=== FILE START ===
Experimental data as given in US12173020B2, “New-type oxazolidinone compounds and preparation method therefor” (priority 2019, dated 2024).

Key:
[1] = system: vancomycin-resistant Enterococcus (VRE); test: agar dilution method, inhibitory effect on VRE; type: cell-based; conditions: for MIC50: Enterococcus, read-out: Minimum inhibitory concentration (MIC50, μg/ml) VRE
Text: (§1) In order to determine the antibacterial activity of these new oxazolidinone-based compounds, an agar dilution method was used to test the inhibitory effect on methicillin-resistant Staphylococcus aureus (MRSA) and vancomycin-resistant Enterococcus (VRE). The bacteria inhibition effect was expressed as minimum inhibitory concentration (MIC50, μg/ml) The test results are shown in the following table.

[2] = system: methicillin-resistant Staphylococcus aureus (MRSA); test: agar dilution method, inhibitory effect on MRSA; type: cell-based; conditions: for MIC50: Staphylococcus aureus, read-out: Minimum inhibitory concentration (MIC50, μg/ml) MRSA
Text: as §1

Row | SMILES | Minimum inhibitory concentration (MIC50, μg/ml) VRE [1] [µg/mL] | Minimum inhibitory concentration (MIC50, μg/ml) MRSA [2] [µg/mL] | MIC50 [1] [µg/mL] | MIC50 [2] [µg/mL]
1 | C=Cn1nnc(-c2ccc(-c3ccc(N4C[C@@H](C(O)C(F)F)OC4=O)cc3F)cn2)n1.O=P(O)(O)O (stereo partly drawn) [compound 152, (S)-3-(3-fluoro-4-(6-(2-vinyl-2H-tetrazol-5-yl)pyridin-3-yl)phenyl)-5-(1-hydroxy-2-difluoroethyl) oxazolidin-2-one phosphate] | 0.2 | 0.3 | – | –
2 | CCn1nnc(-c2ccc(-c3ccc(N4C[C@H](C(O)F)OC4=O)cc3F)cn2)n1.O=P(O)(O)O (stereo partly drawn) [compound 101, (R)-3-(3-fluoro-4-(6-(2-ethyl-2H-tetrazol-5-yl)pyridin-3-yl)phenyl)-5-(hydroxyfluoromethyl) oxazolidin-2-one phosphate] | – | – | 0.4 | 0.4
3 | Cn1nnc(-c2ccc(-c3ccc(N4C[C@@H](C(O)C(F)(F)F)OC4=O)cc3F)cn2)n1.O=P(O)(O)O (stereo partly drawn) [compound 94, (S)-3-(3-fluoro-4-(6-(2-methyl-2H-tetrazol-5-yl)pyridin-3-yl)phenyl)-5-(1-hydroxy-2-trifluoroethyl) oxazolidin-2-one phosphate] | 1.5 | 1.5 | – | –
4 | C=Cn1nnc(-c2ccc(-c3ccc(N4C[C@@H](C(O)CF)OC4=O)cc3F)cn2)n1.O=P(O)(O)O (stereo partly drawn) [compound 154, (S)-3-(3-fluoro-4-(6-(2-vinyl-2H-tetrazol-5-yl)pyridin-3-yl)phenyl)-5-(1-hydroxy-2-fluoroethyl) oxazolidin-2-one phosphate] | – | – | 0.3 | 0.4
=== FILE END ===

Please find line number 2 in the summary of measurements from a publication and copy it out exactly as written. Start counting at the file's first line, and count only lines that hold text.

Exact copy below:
Key: